The basics of power systems – 5 questions and answers

As the world accelerates towards the energy transition, sharing knowledge and stimulating innovation will be key to its success. Sometimes that means going back to basics of what power systems are. So today, we’re going to answer these 5 critical questions about power systems:


  1. What is a Power System?
  2. Why do we use 3-phase AC systems?
  3. Is Reactive Power Actually Useless?
  4. What is High Voltage?
  5. Why can’t we Send Power all Across the Country? 

If you’re an industry expert or a budding new business, knowing the answer to these questions can help you better adapt to the energy transition.

1. What is a power system?


Power systems involve intricate channel systems all supplying power from the station to a number of energy users. To understand this better, it might be easier to imagine it as the circulation system in a human body. The heart acts as the power station of the body, as it sends energy to all the different organs. The heartbeat determines how fast the blood is being pumped, with the increased pressure resembling the voltage of power.  The larger arteries act as the transmission lines, while the smaller arteries are the distribution lines. All of these end up connecting to the different organs, the energy users of the human body.


Power systems have significantly evolved over the last century. The image below illustrates how the Swedish grid has evolved, starting from two disconnected power systems to a unified national grid with a complex transmission and distribution system.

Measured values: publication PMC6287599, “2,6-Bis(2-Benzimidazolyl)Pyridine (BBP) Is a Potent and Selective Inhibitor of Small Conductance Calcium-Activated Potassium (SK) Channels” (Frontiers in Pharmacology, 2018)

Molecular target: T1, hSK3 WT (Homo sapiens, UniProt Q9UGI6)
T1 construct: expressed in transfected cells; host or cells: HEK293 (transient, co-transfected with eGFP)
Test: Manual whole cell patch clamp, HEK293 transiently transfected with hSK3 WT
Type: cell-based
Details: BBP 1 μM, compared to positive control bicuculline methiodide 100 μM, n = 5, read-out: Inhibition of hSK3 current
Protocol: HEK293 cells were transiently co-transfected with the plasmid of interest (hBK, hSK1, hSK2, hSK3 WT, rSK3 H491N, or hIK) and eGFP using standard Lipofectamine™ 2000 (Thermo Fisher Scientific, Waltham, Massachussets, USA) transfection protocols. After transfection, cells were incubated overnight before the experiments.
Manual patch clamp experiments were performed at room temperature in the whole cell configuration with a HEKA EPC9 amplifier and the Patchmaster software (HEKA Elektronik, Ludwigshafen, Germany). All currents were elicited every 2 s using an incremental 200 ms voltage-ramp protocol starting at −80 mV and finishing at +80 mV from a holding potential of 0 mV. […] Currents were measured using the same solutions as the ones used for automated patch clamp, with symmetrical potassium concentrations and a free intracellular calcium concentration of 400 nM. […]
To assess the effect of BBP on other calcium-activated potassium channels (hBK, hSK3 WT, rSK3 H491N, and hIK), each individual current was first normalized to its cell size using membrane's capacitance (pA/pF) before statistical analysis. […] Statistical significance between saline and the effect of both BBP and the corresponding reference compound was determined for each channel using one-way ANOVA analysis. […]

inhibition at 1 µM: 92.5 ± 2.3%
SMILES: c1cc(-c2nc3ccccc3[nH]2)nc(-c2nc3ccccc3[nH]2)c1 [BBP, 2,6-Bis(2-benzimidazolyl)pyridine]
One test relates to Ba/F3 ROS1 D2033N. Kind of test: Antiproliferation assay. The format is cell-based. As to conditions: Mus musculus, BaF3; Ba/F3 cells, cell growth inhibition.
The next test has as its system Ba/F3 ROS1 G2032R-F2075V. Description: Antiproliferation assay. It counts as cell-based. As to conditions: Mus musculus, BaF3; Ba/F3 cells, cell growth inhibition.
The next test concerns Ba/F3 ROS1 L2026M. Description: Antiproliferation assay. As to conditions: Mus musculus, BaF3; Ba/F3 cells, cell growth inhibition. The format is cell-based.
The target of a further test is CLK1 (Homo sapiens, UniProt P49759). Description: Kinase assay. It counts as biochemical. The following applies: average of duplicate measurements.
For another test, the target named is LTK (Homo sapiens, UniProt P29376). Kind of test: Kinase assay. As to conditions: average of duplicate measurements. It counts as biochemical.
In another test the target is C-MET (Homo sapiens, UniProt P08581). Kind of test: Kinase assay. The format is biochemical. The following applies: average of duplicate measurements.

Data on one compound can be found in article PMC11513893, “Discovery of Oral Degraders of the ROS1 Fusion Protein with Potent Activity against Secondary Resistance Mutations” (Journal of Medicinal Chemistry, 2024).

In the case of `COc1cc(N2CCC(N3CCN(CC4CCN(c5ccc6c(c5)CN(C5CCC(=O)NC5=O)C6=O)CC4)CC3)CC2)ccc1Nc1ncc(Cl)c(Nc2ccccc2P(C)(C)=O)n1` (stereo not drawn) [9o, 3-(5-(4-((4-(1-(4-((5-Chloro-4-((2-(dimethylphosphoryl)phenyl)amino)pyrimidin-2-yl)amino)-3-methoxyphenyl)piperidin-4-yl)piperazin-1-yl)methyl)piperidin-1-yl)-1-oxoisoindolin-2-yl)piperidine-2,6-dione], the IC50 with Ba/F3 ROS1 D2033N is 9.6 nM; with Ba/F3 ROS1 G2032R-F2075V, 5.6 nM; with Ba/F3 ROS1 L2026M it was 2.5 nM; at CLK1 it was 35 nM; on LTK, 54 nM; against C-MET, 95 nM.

Despite how much power systems have evolved and changed, 3 basic components remain the same:


– Generation – How power is created

– Transmission – How power is moved from point A to B

– Distribution and Loads – How power is used & what uses it


While many consider generators as the starting point of power systems, it’s actually the other way around. In our books power systems start with the load. Loads create a demand for electricity, and are the reason we have electricity demand in the first place. Much like the way a human heart exists to supply the human body with oxygen, generators exist to supply power to loads – not the other way around.


2. Why do we use 3-phase AC Systems?


Like any other industry, the electricity industry seeks to maximise output with the lowest cost possible. 3-phase AC systems are one way to transfer as much power as possible over long distances for distribution. 


 The three lines in a 3-phase system can transfer the same power as a single-phase system, all without requiring a return line. The advantages of this are:

– Greater power density
– Maintaining the same amperage
– More cost-effective
– Can be operated without a neutral wire


3. Is Reactive Power Actually Useless?


Not all power is created equally, and it’s important we can learn how to distinguish them from each other. If we look at an industrial motor for example, they have a wide range of uses. But the two main components stay the same. There’s the stator which receives energy from the grid, and the rotor which rotates to create the desired outcomes (e.g. running a turbine). This desired outcome is what we call active power.


But sometimes extra power is needed to transfer active power. A good example of this comes from an electric motor (induction type). Like an industrial motor, they have both a stator and a rotor. However, unlike an industrial motor they are not connected mechanically. Instead, they are connected magnetically. Inside the motor itself you have a number of coils which generate magnetic fields. These magnetic fields are used to connect the stator and rotor together. The energy being transferred between the magnetic and electric fields is called reactive power. This reactive power is generated in order to transfer the active power to make the rotor turn.